Wednesday, May 27, 2009

Painting a pretty picture

A man writes a book about how greedy financiers have sunk his family, but forgets to mention that his wife declared bankrupcy twice before this. Oops.


Sunday, May 24, 2009

One Man's Journey into Catholic New York

I really have enjoyed reading this New Yorker's write-ups on some of the various churches. Nice photos, helpful information, and interesting commentary. Kind of cool and ambitious to try to visit every parish church in New York City. Sounds like something I would like to do!

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Sunday, May 17, 2009

Obama, Notre Dame, and abortion

I'd write something, but the Curt Jester has covered it so well I'm not sure there's much to add.

Public service vocab announcement

It turns out that it is possible to be whelmed, rather than over or underwhelmed.

to whelm (third-person singular simple present whelms, present participle whelming, simple past and past participle whelmed)
To cover with water; submerge.

So much for that joke.


Monday, May 11, 2009

Scandal and suicide

Not sure if I've addressed this topic before.

The general tendency of various religions, including the Catholic, has been towards allowing funerary rites in cases of suicides on the basis that one can not know the state of the person at the time of suicide, etc. Thus allowing funerary rites is both merciful and helps the family with the process of grieving.

Having both a suicide in my close family and some suicidal individuals in my life, I would like to call attention to the fact that the granting of funerary rites to suicides can actually have the effect of encouraging suicide - the logic being somewhat along the line that if funerary rites have been granted, the sin must not be very bad, and so I can kill myself and still go to heaven.

Now it very well may be true that the value of the funeral may outweigh the scandal, but I don't think I've ever seen a discuison of this effect in my perusals of the literature. Indeed it has been quite ignored as people rush to find any reason or excuse not to prohibit a funeral:

In one famous case, when Rudolph, the heir to the throne of the Austrian-Hungarian Empire, committed suicide in 1889, the medical bulletin declared evidence of "mental aberrations" so that Pope Leo XIII would grant a religious funeral and burial in the imperial crypt. Other similar concessions were probably quietly made in less sonorous cases.

Just something to consider.


Running barefoot

Turns out that after some research, more expensive running shoes tend to lead to more injuries because the feet become weak from disuse. You spend money and are worse off at the end.

This being me, I can't help but draw an analogy to the moral realm. We have a million technologies which keep us from having to exercise our "moral muscles", all sorts of pills and devices and, shall we say, surgeries, which all act to exclude perceived sources of pain from our lives and allow us to be "authentic" or perhaps loyal to our feelings.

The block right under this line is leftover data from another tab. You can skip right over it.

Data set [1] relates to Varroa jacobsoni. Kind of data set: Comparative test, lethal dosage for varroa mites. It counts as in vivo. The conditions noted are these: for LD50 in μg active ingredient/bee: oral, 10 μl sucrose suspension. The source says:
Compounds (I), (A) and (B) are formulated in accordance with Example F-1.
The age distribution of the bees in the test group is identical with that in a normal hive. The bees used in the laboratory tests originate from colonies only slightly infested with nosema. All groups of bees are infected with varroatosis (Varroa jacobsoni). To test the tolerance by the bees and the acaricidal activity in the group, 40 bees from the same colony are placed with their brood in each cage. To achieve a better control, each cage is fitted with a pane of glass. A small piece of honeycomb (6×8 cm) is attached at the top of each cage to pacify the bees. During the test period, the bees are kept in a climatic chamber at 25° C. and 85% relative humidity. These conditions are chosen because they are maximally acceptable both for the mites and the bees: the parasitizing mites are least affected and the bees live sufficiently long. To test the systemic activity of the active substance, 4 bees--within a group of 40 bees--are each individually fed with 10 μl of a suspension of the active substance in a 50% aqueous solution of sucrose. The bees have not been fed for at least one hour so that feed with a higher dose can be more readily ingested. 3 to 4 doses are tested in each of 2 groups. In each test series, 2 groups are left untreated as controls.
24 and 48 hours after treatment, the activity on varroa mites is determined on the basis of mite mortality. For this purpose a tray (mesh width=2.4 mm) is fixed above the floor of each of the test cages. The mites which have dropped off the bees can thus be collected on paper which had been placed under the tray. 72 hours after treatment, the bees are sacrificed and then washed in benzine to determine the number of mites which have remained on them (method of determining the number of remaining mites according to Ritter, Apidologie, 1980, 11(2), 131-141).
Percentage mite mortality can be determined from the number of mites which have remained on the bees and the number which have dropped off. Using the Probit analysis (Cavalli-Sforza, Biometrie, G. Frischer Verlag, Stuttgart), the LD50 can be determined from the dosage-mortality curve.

But in the end, you end up a less charitable person, a less giving person, and a more self-centered person. Abortion, which starts for the "hard cases", moves to be a general method of contraception, and next thing you know infanticide is all the rage in Europe when a genetically inferior child somehow manages to be born. Plastic surgery, which starts as a theraputic technique for soldiers and such, becomes a cosmetic necessity which distorts our ability to see beauty in difference.

I can assure you that you do not wish me to write a paragraph on my opinions concerning our treatment of body hair as a society.

So this is just a brainstorm, so I'm not sure about its truth value, but it does seem somewhat plausable that the more money you spend trying to insulate yourself from unfortunate events, the more painful anything that gets through is. Perhaps if we spent more of life running barefoot we'd be better in many ways besides having stronger feet.

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Monday, May 04, 2009

Swine flu - God's wrath or media sensation?

I'm certainly not in any position to answer that question. And it sounds good:

"The question that people should be asking themselves is," says Rabbi Levin, "why is there a sudden outbreak of swine flu?" According to ancient Jewish tradition, he says, when we are faced with a tragic event, "we are supposed to be introspective and ask ourselves: what and why is God doing this to people?"

Rabbi Levin goes on to connect the origin of the current swine flu outbreak in Mexico City with the fact that this same city recently legalized abortion. As a matter of fact, as Fr. Thomas J. Euteneuer, President of Human Life International, observes in his commentary on 'Swine and Abortion' for, the swine flu was officially announced by Mexican authorities on April 24th, two years to the day after abortion was made legal.

But I think it's a stretch. It's always fun to look for cause and effect like this, but I would tend to think that God will usually work in ways a bit more subtle.

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Kamma ze ole?

A most interesting analysis of why it's wrong to go to a store with helpful salesmen, pump them for info, then buy it on Amazon.

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